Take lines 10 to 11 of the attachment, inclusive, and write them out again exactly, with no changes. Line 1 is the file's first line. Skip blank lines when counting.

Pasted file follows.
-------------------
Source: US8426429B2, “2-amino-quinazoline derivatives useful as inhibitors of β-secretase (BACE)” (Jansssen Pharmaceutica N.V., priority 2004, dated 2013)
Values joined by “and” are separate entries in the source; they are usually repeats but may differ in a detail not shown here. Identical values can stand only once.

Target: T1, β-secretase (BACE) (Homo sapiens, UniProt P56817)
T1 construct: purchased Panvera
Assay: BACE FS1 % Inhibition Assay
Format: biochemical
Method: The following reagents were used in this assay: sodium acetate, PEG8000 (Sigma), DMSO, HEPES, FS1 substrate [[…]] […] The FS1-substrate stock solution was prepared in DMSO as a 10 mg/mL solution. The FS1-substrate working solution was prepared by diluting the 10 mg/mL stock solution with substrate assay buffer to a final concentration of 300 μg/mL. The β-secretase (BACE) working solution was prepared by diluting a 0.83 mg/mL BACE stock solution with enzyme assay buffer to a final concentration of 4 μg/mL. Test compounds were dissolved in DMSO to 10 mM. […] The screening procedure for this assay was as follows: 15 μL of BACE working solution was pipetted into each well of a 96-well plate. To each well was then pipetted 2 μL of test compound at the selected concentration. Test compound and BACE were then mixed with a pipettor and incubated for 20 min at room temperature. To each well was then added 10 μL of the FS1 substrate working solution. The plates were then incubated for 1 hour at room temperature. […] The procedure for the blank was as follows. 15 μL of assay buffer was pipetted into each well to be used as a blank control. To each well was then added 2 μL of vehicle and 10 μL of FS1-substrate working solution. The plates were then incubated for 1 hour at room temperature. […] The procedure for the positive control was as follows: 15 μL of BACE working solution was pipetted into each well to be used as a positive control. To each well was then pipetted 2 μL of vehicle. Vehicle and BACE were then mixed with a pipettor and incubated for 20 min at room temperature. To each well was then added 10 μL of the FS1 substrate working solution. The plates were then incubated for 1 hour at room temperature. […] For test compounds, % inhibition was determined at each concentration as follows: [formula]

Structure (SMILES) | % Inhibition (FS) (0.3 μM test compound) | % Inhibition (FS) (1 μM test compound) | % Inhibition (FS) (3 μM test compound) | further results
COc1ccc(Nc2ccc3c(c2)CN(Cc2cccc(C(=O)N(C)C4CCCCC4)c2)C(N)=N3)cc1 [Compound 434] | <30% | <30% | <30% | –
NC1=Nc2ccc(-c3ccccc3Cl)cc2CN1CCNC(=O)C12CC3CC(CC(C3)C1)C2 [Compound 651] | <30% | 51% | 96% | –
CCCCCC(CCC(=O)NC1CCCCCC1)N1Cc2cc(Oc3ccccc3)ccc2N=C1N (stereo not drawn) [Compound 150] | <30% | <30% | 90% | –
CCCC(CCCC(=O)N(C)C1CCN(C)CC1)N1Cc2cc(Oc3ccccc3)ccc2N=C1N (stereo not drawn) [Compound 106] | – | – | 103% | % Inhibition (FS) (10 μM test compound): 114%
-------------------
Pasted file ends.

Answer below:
NC1=Nc2ccc(-c3ccccc3Cl)cc2CN1CCNC(=O)C12CC3CC(CC(C3)C1)C2 [Compound 651] | <30% | 51% | 96% | –
CCCCCC(CCC(=O)NC1CCCCCC1)N1Cc2cc(Oc3ccccc3)ccc2N=C1N (stereo not drawn) [Compound 150] | <30% | <30% | 90% | –